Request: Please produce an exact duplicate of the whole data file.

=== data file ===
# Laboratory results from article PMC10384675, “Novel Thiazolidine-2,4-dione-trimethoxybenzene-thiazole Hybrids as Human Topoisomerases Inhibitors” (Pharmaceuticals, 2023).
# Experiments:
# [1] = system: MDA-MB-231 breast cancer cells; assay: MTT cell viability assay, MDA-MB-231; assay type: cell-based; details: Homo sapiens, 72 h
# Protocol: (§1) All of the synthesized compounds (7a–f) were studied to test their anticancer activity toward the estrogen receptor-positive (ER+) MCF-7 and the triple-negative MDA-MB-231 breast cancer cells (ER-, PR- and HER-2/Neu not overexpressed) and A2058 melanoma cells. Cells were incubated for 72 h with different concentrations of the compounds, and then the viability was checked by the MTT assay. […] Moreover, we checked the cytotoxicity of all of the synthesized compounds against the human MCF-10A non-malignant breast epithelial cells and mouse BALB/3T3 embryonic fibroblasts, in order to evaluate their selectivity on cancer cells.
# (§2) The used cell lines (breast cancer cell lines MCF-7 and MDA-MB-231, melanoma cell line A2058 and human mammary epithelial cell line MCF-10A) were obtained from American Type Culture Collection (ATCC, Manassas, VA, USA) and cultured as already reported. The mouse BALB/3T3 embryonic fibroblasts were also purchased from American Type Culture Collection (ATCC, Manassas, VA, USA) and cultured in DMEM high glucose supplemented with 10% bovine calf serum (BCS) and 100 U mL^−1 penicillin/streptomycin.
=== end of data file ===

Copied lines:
# Laboratory results from article PMC10384675, “Novel Thiazolidine-2,4-dione-trimethoxybenzene-thiazole Hybrids as Human Topoisomerases Inhibitors” (Pharmaceuticals, 2023).
# Experiments:
# [1] = system: MDA-MB-231 breast cancer cells; assay: MTT cell viability assay, MDA-MB-231; assay type: cell-based; details: Homo sapiens, 72 h
# Protocol: (§1) All of the synthesized compounds (7a–f) were studied to test their anticancer activity toward the estrogen receptor-positive (ER+) MCF-7 and the triple-negative MDA-MB-231 breast cancer cells (ER-, PR- and HER-2/Neu not overexpressed) and A2058 melanoma cells. Cells were incubated for 72 h with different concentrations of the compounds, and then the viability was checked by the MTT assay. […] Moreover, we checked the cytotoxicity of all of the synthesized compounds against the human MCF-10A non-malignant breast epithelial cells and mouse BALB/3T3 embryonic fibroblasts, in order to evaluate their selectivity on cancer cells.
# (§2) The used cell lines (breast cancer cell lines MCF-7 and MDA-MB-231, melanoma cell line A2058 and human mammary epithelial cell line MCF-10A) were obtained from American Type Culture Collection (ATCC, Manassas, VA, USA) and cultured as already reported. The mouse BALB/3T3 embryonic fibroblasts were also purchased from American Type Culture Collection (ATCC, Manassas, VA, USA) and cultured in DMEM high glucose supplemented with 10% bovine calf serum (BCS) and 100 U mL^−1 penicillin/streptomycin.